Summer 2022 Catalog


The Secret Code of Poetry And the Art of Understanding It RoseMary C. Johnson, Ph.D. The Secret Code of Poetry is a unique, Catholic poetry course which combines poetry appreciation with an in-depth study of “how a poem works.” Hands-on activities and memorization assignments increase the student’s appreciation for the beauty of poetry, while clear explanations and step-by-step analysis assignments de-mystify poetic techniques such as enjambment, alliteration, meter, irony, and more. Each lesson ends with activities that engage the student’s attention and allow him to put into

Q: How does The Secret Code of Poetry approach poetry from a Catholic worldview?

A: The Secret Code of Poetry is

Catholic in the way it defines and approaches poetry: that poetry is not simply art for art’s sake, but is an attempt to express aspects of the truth about God, human nature, and the rest of creation. The understanding of the poet as a sub-creator who “makes” poetry in imitation of God the Creator underlies the entire course. This makes it possible to make value judgments about poems, instead of being relativistic. At the same time, understanding poetry as a way of expressing truth makes it possible to appreciate even works by poets who are mistaken in their religious/moral beliefs. The author explains: “Let us praise God for His generosity in giving us the ability to imitate Him by being ‘makers’ ( poietes ) according to the True and the Beautiful! Because we are perpetually surrounded by Truth and Beauty in Creation and in our fellow human beings, any poet who is open to understanding and communicating reality can capture at least a degree of truth and beauty in his poetry. And even if the poem contains an ‘admixture of error’ (as Aquinas would say) the beauty of what is true in the poem can still act as an ‘arrow’ to ‘guide the mind’ to the fullness of truth.”

practice the concepts he has learned. These activities range from “Practice!” and “Analyze This!” assignments, to poetry memorization and recitation, to compiling a personal poetry anthology, to writing an original poem. Together, the text and workbook form a complete, one-year literature course for students in 7th–9th grades. Through the study of poetry, your student will learn to: • decipher difficult grammar and word-choice to grasp the essence of what is said • look beyond the literal level of a text • pay attention to details • study the structure of a work and the relationship between its whole and its parts • discern what is most important in complicated ideas • understand irony • think through ideas meaningful ideas. To make things a little easier for themselves, poets sometimes bend the rules of grammar. Ellipsis and hyper baton are examples of times when poets don’t follow the rules.

Ellipsis Imagine you are a poet and you have thought of words which are perfect to express your ideas, but which will break the metrical pattern you have chosen. This is probably the situation in which Christina Rossetti found herself when she wrote “The Rose.” The poem opens with the following lines:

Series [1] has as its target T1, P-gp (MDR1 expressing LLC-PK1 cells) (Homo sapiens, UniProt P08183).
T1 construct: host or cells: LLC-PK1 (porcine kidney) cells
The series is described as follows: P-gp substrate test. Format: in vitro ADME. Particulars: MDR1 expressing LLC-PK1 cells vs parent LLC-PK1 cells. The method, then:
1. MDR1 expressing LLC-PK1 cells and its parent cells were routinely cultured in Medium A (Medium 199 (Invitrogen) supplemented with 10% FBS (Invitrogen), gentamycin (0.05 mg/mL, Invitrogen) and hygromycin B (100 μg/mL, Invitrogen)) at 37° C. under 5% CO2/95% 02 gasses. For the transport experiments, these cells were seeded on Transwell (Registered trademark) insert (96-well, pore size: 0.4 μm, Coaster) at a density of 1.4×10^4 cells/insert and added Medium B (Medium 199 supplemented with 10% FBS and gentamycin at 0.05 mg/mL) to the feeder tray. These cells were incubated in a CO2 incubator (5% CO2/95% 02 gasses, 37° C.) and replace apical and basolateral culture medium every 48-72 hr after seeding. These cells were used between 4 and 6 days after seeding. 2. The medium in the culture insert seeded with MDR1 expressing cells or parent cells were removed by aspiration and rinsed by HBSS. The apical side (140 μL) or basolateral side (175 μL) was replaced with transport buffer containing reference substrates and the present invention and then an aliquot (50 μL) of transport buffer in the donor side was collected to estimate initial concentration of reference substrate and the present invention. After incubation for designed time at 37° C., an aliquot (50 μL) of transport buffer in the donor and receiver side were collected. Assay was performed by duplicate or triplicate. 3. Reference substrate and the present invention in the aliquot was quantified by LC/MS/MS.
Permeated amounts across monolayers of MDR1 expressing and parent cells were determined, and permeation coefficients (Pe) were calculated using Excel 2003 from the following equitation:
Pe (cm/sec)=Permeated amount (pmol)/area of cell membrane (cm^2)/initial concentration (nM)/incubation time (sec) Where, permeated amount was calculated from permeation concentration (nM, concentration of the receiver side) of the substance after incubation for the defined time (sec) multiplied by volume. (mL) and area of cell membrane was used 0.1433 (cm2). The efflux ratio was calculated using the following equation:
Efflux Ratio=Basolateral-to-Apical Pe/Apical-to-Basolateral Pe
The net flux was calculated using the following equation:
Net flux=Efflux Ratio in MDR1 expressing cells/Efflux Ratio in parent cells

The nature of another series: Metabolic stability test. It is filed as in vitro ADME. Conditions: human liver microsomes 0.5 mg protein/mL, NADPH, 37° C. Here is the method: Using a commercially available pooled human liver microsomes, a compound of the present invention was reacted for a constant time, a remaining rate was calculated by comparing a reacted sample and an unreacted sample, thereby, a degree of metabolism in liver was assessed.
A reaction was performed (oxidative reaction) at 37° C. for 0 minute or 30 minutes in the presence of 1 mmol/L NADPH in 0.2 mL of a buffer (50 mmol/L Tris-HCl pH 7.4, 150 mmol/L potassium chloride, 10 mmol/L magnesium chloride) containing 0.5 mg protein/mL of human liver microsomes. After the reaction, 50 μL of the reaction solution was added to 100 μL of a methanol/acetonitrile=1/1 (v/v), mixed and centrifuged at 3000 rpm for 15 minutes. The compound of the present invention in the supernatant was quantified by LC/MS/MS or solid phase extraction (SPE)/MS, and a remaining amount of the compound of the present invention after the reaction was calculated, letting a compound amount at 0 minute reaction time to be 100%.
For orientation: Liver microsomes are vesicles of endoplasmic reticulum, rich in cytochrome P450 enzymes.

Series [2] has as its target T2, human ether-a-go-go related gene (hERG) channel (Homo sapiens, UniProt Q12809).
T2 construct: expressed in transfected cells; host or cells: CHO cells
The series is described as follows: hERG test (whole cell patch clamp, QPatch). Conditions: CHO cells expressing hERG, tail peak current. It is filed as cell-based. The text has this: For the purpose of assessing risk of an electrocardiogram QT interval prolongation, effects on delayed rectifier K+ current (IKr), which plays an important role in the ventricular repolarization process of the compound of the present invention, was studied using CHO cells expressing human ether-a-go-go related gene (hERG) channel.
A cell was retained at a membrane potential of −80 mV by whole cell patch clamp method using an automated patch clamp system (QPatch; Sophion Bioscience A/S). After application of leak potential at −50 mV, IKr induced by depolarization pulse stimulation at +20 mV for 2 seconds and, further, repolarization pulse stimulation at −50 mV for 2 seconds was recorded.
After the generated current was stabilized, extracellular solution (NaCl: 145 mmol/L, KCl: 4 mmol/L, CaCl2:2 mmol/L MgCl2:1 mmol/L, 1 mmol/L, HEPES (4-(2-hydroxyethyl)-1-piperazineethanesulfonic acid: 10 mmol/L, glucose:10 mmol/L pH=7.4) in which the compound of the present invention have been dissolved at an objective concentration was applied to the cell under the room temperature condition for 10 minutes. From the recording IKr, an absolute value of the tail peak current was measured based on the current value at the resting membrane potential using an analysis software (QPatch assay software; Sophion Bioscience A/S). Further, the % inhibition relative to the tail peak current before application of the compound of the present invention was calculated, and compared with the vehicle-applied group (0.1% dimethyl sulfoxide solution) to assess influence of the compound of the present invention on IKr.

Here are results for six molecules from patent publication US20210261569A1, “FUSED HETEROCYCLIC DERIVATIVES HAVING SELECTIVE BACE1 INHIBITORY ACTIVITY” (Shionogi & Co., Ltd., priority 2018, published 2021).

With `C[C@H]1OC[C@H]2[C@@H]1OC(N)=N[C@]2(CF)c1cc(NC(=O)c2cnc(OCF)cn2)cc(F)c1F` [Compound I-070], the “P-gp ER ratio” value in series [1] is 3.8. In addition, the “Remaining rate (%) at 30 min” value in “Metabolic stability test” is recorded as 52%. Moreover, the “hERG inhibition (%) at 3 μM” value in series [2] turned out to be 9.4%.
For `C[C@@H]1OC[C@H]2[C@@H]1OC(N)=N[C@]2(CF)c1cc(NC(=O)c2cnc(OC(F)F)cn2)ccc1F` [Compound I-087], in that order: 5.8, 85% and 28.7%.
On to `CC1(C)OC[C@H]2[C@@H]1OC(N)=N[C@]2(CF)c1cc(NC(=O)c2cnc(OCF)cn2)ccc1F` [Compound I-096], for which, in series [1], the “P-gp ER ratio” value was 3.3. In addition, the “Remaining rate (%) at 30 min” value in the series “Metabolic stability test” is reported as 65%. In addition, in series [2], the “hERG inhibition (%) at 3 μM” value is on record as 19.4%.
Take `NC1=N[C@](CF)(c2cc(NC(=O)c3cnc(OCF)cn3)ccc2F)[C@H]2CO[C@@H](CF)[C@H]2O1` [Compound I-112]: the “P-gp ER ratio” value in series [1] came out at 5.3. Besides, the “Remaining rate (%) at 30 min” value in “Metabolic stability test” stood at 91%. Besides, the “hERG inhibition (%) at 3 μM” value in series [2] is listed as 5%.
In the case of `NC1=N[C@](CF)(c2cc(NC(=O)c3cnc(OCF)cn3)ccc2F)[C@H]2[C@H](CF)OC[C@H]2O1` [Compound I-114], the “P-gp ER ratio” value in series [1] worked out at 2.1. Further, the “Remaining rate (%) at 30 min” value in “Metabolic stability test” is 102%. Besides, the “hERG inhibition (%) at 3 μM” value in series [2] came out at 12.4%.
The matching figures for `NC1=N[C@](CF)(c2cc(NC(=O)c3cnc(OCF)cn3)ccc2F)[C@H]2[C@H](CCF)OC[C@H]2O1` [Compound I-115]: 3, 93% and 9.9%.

The Student Text contains 27 lessons and a 30-page anthology of over 100 favorite poems by poets such as Dickinson, Frost, Hopkins, Wordsworth, and Shakespeare. Non-consumable. Softcover. 184 pgs. 8½"×11" SCP-S $26.95 The Student Workbook includes practice exercises, tests, tips for writing poetry, and a detailed answer key . 100 pgs. 8½"×11" SCP-W $14.95 Single-Subject Lesson Plan available— see pg. 70!

˘ ´ ˘ ´ ˘ ´ ˘ The lily has a smooth stalk, ˘ ´ ˘ ´ ˘ ´ Will never hurt your hand; ˘ ˘ ´ ˘ ´ ˘ ´ ˘ But the rose upon her briar ˘ ´ ˘ ´ ˘ ´ Is lady of the land.

Did you notice the metaphor in Rossetti’s poem? What is “the rose upon her briar” being compared to?

You may wonder how we know lines 1 and 3 are based on the same meter, since they are not actually identical. Couldn’t line 1 be following one meter, with seven syllables, and line 3 be following another meter, with eight syllables? Although this is theoretically possible, four-line stanzas almost always alternate lines of two different meters, or stick to a single meter for all four lines. Ellipsis: when a writer leaves out a word that can be understood from the context

As you can see in the lines above, Rossetti is following a pattern in which the second and fourth lines have six syllables in the following meter: da-DUM da-DUM da-DUM. The first and third lines follow a pattern of seven syllables in the pattern da DUM-da DUM-da DUM-da, except that line 3 begins with an extra unstressed syllable. This is the only irregularity in the meter. Do you notice how unusual the second line sounds? In order to maintain the meter she has chosen, Rossetti leaves out a word in line 2. This is an example of ellipsis , which occurs when a writer leaves out a word that can be understood from the context. In Rossetti’s poem, the second line needs another word, such as “and,” “which,” or “it.”

And will never hurt your hand Which will never hurt your hand It will never hurt your hand


Through the study of poetry, give your student the tools he needs to analyze great literature … in high school and beyond.


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